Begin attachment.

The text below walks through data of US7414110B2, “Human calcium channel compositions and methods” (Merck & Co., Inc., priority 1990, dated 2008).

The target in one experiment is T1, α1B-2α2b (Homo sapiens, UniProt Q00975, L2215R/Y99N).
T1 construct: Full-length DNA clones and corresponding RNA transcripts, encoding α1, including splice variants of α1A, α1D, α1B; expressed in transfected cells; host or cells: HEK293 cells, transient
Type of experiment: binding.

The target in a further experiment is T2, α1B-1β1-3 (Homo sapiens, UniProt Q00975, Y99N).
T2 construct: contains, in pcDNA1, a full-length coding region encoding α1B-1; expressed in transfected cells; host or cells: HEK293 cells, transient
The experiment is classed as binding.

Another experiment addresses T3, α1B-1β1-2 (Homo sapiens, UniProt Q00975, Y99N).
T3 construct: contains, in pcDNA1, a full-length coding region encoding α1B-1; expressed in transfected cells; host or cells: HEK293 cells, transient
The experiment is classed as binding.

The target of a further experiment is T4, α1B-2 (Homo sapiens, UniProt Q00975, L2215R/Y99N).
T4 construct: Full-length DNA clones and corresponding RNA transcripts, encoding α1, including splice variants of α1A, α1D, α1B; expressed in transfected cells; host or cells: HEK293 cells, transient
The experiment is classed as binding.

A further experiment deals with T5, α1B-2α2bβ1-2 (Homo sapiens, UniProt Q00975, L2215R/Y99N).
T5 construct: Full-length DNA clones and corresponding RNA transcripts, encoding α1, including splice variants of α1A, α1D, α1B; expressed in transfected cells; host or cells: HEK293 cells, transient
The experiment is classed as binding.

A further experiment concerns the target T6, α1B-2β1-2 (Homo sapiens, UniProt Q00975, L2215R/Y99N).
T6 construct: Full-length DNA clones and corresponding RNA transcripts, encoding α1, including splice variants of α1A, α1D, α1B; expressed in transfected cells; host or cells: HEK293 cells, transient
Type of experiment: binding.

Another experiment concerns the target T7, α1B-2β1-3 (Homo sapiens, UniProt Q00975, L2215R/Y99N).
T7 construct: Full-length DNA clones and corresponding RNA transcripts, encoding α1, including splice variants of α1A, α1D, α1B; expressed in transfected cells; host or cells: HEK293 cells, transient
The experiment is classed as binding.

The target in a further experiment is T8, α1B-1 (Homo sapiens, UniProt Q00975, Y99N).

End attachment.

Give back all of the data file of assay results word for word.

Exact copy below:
The text below walks through data of US7414110B2, “Human calcium channel compositions and methods” (Merck & Co., Inc., priority 1990, dated 2008).

The target in one experiment is T1, α1B-2α2b (Homo sapiens, UniProt Q00975, L2215R/Y99N).
T1 construct: Full-length DNA clones and corresponding RNA transcripts, encoding α1, including splice variants of α1A, α1D, α1B; expressed in transfected cells; host or cells: HEK293 cells, transient
Type of experiment: binding.

The target in a further experiment is T2, α1B-1β1-3 (Homo sapiens, UniProt Q00975, Y99N).
T2 construct: contains, in pcDNA1, a full-length coding region encoding α1B-1; expressed in transfected cells; host or cells: HEK293 cells, transient
The experiment is classed as binding.

Another experiment addresses T3, α1B-1β1-2 (Homo sapiens, UniProt Q00975, Y99N).
T3 construct: contains, in pcDNA1, a full-length coding region encoding α1B-1; expressed in transfected cells; host or cells: HEK293 cells, transient
The experiment is classed as binding.

The target of a further experiment is T4, α1B-2 (Homo sapiens, UniProt Q00975, L2215R/Y99N).
T4 construct: Full-length DNA clones and corresponding RNA transcripts, encoding α1, including splice variants of α1A, α1D, α1B; expressed in transfected cells; host or cells: HEK293 cells, transient
The experiment is classed as binding.

A further experiment deals with T5, α1B-2α2bβ1-2 (Homo sapiens, UniProt Q00975, L2215R/Y99N).
T5 construct: Full-length DNA clones and corresponding RNA transcripts, encoding α1, including splice variants of α1A, α1D, α1B; expressed in transfected cells; host or cells: HEK293 cells, transient
The experiment is classed as binding.

A further experiment concerns the target T6, α1B-2β1-2 (Homo sapiens, UniProt Q00975, L2215R/Y99N).
T6 construct: Full-length DNA clones and corresponding RNA transcripts, encoding α1, including splice variants of α1A, α1D, α1B; expressed in transfected cells; host or cells: HEK293 cells, transient
Type of experiment: binding.

Another experiment concerns the target T7, α1B-2β1-3 (Homo sapiens, UniProt Q00975, L2215R/Y99N).
T7 construct: Full-length DNA clones and corresponding RNA transcripts, encoding α1, including splice variants of α1A, α1D, α1B; expressed in transfected cells; host or cells: HEK293 cells, transient
The experiment is classed as binding.

The target in a further experiment is T8, α1B-1 (Homo sapiens, UniProt Q00975, Y99N).